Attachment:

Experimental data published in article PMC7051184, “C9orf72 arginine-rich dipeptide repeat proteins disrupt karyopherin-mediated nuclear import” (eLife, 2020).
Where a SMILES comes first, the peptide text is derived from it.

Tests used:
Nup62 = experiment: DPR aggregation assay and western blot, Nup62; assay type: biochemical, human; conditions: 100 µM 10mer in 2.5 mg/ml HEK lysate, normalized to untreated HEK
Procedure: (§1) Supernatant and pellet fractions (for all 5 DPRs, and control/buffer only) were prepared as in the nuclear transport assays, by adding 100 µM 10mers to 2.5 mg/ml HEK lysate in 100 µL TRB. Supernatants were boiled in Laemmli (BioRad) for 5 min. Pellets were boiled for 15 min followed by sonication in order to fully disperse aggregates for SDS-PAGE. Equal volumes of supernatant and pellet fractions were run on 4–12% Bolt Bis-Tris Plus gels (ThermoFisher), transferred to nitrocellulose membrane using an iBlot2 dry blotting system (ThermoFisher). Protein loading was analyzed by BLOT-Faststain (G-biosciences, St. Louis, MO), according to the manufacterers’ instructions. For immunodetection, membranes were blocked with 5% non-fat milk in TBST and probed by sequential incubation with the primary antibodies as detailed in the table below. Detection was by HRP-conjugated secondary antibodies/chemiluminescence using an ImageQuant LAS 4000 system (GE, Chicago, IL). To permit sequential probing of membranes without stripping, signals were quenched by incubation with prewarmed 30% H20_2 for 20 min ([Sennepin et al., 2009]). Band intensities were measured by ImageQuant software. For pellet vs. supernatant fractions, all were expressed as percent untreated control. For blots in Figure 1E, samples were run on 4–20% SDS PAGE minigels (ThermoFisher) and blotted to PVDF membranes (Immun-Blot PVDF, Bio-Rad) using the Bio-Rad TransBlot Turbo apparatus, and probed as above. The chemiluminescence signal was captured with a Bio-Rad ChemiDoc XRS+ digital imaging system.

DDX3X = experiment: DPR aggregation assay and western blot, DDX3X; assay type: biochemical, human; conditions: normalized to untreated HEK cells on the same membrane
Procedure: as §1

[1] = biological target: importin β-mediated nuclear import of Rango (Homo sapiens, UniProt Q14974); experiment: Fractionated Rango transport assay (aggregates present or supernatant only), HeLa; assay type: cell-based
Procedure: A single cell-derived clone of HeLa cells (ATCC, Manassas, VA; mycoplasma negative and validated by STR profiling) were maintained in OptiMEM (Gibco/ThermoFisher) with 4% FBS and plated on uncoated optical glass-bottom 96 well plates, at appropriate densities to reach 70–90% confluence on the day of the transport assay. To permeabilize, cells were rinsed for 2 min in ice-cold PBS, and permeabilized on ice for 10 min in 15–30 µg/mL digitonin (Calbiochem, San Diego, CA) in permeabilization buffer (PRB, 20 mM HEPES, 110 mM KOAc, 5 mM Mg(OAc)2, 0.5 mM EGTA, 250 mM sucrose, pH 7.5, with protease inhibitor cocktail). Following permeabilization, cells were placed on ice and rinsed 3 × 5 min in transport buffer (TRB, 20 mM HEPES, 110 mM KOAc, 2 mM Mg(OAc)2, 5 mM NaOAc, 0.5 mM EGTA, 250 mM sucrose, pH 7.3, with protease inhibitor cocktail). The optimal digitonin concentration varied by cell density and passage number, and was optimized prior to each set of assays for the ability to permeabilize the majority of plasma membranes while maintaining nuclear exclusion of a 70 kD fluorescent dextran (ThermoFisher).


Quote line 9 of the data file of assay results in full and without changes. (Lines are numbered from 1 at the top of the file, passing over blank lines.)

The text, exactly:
Procedure: A single cell-derived clone of HeLa cells (ATCC, Manassas, VA; mycoplasma negative and validated by STR profiling) were maintained in OptiMEM (Gibco/ThermoFisher) with 4% FBS and plated on uncoated optical glass-bottom 96 well plates, at appropriate densities to reach 70–90% confluence on the day of the transport assay. To permeabilize, cells were rinsed for 2 min in ice-cold PBS, and permeabilized on ice for 10 min in 15–30 µg/mL digitonin (Calbiochem, San Diego, CA) in permeabilization buffer (PRB, 20 mM HEPES, 110 mM KOAc, 5 mM Mg(OAc)2, 0.5 mM EGTA, 250 mM sucrose, pH 7.5, with protease inhibitor cocktail). Following permeabilization, cells were placed on ice and rinsed 3 × 5 min in transport buffer (TRB, 20 mM HEPES, 110 mM KOAc, 2 mM Mg(OAc)2, 5 mM NaOAc, 0.5 mM EGTA, 250 mM sucrose, pH 7.3, with protease inhibitor cocktail). The optimal digitonin concentration varied by cell density and passage number, and was optimized prior to each set of assays for the ability to permeabilize the majority of plasma membranes while maintaining nuclear exclusion of a 70 kD fluorescent dextran (ThermoFisher).